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  • Smith was born in Kirkcaldy, in the Kingdom of Fife, Scotland. His father, also Adam Smith, was a Scottish Writer to the Signet (senior solicitor), advocate and prosecutor (judge advocate).
  • Two months before Smith was born, his father died, leaving his mother a widow.The date of Smith’s baptism into the Church of Scotland at Kirkcaldy was 5 June 1723.
  • He attended the Burgh School from 1729 to 1737, he learned Latin, mathematics, history, and writing.


  • Smith entered the University of Glasgow when he was 14.In 1740, Smith was the graduate scholar presented to undertake postgraduate studies at Balliol College, Oxford.
  • Smith considered the teaching at Glasgow to be far superior to that at Oxford, which he found intellectually stifling.
  • Near the end of his time there, Smith began suffering from shaking fits, probably the symptoms of a nervous breakdown.He left Oxford University in 1746, before his scholarship ended.


  • Smith began delivering public lectures in 1748 at the University of Edinburgh.In 1751, Smith earned a professorship at Glasgow University teaching logic courses, and in 1752, he was elected a member of the Philosophical Society of Edinburgh.
  • He worked as an academic for the next 13 years, which he characterised as “by far the most useful and therefore by far the happiest and most honorable period .
  • In 1762, the University of Glasgow conferred on Smith the title of Doctor of Laws (LL.D.).


  • Smith published The Theory of Moral Sentiments in 1759, embodying some of his Glasgow lectures.
  • This work was concerned with how human morality depends on sympathy between agent and spectator, or the individual and other members of society.Smith defined “mutual sympathy” as the basis of moral sentiments.
  • Following the publication of The Theory of Moral Sentiments, Smith became so popular that many wealthy students left their schools in other countries to enroll at Glasgow to learn under Smith.


  • In the work, Smith critically examines the moral thinking of his time, and suggests that conscience arises from dynamic and interactive social relationships through which people seek “mutual sympathy of sentiments.“
  • His goal in writing the work was to explain the source of mankind’s ability to form moral judgement, given that people begin life with no moral sentiments at all.
  • Smith proposes a theory of sympathy, in which the act of observing others and seeing the judgements they form of both others and oneself makes people aware of themselves and how others perceive their behaviour.


  • In 1778, Smith was appointed to a post as commissioner of customs in Scotland and went to live with his mother (who died in 1784) From 1787 to 1789, he occupied the honorary position of Lord Rector of the University of Glasgow.
  • Smith died in the northern wing of Panmure House in Edinburgh on 17 July 1790 after a painful illness. His body was buried in the Canongate Kirkyard.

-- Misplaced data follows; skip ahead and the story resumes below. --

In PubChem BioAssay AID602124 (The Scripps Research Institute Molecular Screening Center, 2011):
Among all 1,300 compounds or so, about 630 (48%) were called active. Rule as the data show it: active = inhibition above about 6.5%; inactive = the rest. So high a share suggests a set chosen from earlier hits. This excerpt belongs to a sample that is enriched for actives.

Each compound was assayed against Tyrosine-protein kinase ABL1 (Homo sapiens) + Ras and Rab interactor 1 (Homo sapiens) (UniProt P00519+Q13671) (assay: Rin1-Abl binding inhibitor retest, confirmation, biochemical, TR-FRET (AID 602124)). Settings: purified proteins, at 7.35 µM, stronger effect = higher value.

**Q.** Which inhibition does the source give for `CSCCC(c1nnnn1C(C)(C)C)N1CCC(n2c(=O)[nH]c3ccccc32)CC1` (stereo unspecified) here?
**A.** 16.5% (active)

• He never married, and seems to have maintained a close relationship with his mother, with whom he lived after his return from France and who died six years before him. • Smith was described by several of his contemporaries and biographers as comically absent-minded, with peculiar habits of speech and gait, and a smile of “inexpressible benignity”. • He was known to talk to himself,a habit that began during his childhood when he would smile in rapt conversation with invisible companions.


  • An Inquiry into the Nature and Causes of the Wealth of Nations, generally referred to by its shortened title The Wealth of Nations, is the magnum opus First published in 1776.
  • The book offers one of the world’s first collected descriptions of what builds nations’ wealth, and is today a fundamental work in classical economics.
  • By reflecting upon the economics at the beginning of the Industrial Revolution, the book touches upon such broad topics as the division of labour, productivity, and free markets.


  • Laissez-faire is an economic theory from the 18th century that opposed any government intervention in business affairs. The driving principle behind laissez-faire, a French term that translates as “leave alone” (literally, “let you do”), is that the less the government is involved in the economy, the better off business will be—and by extension, society as a whole. Laissez-faire economics are a key part of free market capitalism.
  • Laissez-faire is an economic philosophy of free market capitalism. The theory of laissez-faire was developed by the French Physiocrats during the 18th century.
  • Later free market economists built on the ideas of laissez-faire as a path to economic prosperity, though detractors have criticized it for promoting inequality.


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